Belatedly reading Thomas Nagel’s review of Kwame Anthony Appiah’s book, As If: Idealization and Ideals, in The New York Review of Books (5 April 2018, vol LXV, no 6, pp 36-38) was a double take moment.
In that review I recognised some of my own philosophical thinking since the later 1990s. Until I have time to absorb both the work of Appiah and Hans Vaihinger, from whom Appiah draws some foundation for his concept of ‘idealization’, this is a preliminary comment.
SSince early December I have been reading my way through Jack Higgins’s novels. He had first used the character Martin Fallon in 1960 (Cry of the Hunter), reprising him in 1973 for the novel A Prayer for the Dying.
It’s a mournful story of an IRA soldier, haunted by the innocents he’s killed, trying to get out, but finding it hard to quarantine his particular skills from the bargains he must strike to escape.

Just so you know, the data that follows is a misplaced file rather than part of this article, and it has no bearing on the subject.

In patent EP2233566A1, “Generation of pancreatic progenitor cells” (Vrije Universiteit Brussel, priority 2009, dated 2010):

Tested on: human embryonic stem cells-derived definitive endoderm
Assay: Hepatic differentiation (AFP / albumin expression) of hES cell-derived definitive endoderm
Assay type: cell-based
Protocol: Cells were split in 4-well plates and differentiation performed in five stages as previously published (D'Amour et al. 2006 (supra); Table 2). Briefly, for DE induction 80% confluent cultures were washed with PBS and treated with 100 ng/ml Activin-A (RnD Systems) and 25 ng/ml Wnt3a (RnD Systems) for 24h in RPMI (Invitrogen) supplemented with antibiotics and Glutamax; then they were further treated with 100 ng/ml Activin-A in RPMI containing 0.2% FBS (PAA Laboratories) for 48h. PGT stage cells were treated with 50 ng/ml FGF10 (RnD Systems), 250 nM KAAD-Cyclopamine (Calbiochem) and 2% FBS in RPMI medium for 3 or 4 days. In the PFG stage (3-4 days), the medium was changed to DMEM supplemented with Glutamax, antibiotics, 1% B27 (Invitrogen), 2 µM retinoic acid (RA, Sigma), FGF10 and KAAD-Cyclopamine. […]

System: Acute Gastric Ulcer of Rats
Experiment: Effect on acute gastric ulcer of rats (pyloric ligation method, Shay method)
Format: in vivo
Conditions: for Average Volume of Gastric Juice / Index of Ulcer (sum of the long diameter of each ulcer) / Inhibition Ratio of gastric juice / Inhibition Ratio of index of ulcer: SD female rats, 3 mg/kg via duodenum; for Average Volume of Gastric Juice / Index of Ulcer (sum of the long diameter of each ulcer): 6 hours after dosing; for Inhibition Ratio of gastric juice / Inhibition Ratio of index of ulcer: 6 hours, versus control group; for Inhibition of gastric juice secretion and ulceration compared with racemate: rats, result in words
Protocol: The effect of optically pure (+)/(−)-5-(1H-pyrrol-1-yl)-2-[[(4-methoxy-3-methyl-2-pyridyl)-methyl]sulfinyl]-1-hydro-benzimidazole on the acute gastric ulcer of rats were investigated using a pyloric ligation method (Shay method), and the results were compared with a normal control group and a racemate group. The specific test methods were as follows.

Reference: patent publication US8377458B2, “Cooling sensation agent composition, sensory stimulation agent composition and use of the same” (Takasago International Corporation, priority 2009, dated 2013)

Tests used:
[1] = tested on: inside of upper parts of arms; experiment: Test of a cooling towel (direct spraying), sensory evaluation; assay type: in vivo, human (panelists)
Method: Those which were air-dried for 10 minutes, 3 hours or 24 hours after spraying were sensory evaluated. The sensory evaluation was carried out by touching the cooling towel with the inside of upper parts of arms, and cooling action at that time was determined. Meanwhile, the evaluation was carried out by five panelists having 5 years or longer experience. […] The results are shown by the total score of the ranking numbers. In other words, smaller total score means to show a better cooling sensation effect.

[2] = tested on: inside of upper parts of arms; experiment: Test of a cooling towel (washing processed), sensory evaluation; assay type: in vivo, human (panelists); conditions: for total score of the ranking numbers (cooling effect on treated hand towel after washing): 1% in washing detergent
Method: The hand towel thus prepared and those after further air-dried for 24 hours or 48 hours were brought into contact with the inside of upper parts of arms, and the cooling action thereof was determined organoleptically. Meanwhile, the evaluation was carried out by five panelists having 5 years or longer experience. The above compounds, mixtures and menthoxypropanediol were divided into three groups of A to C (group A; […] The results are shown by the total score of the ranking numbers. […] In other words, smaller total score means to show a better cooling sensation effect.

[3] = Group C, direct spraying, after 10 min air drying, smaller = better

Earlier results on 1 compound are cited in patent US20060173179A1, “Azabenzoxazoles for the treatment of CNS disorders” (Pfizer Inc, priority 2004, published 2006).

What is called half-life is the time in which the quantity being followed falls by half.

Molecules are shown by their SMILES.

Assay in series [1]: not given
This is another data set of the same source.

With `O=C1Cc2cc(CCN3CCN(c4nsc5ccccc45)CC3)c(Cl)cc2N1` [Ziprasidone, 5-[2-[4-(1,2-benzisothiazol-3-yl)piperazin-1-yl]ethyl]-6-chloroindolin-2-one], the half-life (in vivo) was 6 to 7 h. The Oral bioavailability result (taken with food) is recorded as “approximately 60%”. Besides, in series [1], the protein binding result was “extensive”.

Christmas excesses usually require some recuperation, and binge-watching back-to-back television episodes is a reliable pastime for the waking hours, while digesting too much food and sweating out too much booze in the heat of the season.
After weeks of reading about the Michelle Guthrie-Justin Milne battle for the soul of the ABC, I finally watched the 12 November Four Corners programme featuring interviews with both former senior ‘knobs’ at the public broadcaster.
A curious set of facts I came across as part of my recent studies makes it certain that any Australian looking for career advancement needs to be able to demonstrate a high degree of literacy.
Most people I know, even those with post-graduate degrees, tend to be dismissive of grammar and spelling as important, even in professional communication. But only some professionals get away with cavalier attitudes like that, and only if they are exceptionally brilliant in other areas. Most of us aren’t that fortunate.